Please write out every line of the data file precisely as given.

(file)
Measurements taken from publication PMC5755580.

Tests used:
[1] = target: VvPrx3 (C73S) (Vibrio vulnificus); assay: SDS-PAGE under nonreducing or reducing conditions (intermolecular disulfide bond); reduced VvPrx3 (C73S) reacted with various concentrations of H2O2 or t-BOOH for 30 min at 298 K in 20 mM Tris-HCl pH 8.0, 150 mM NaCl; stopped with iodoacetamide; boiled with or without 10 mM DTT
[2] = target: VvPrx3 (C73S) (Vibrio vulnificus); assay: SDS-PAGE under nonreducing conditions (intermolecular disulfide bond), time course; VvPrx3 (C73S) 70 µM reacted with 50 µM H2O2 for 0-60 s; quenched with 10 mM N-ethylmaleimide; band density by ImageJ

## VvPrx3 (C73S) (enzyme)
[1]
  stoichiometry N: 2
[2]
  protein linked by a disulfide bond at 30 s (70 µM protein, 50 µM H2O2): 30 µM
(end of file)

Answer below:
Measurements taken from publication PMC5755580.

Tests used:
[1] = target: VvPrx3 (C73S) (Vibrio vulnificus); assay: SDS-PAGE under nonreducing or reducing conditions (intermolecular disulfide bond); reduced VvPrx3 (C73S) reacted with various concentrations of H2O2 or t-BOOH for 30 min at 298 K in 20 mM Tris-HCl pH 8.0, 150 mM NaCl; stopped with iodoacetamide; boiled with or without 10 mM DTT
[2] = target: VvPrx3 (C73S) (Vibrio vulnificus); assay: SDS-PAGE under nonreducing conditions (intermolecular disulfide bond), time course; VvPrx3 (C73S) 70 µM reacted with 50 µM H2O2 for 0-60 s; quenched with 10 mM N-ethylmaleimide; band density by ImageJ

## VvPrx3 (C73S) (enzyme)
[1]
  stoichiometry N: 2
[2]
  protein linked by a disulfide bond at 30 s (70 µM protein, 50 µM H2O2): 30 µM